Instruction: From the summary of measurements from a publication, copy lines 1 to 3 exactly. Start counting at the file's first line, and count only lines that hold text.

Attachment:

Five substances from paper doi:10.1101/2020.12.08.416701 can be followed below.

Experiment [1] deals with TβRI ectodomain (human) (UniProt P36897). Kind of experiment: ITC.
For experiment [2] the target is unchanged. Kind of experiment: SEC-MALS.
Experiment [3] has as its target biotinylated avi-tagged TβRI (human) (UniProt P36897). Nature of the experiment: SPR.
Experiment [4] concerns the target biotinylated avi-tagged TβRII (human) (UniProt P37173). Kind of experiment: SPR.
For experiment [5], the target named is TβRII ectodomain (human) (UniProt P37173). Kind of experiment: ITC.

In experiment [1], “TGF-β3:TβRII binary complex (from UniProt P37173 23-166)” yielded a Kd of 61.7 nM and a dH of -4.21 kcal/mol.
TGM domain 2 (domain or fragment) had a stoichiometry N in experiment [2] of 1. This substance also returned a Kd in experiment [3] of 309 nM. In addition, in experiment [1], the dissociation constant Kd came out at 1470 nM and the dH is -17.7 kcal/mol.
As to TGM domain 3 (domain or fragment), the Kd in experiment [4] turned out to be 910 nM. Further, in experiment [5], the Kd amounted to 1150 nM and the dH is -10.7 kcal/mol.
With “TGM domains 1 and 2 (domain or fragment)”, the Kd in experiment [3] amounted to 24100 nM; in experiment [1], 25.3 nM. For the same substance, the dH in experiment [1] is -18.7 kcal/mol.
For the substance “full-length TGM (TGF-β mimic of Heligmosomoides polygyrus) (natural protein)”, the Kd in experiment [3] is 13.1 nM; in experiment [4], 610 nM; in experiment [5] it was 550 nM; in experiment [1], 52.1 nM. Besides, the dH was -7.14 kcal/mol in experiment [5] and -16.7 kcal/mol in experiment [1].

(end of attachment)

Five substances from paper doi:10.1101/2020.12.08.416701 can be followed below.

Experiment [1] deals with TβRI ectodomain (human) (UniProt P36897). Kind of experiment: ITC.
For experiment [2] the target is unchanged. Kind of experiment: SEC-MALS.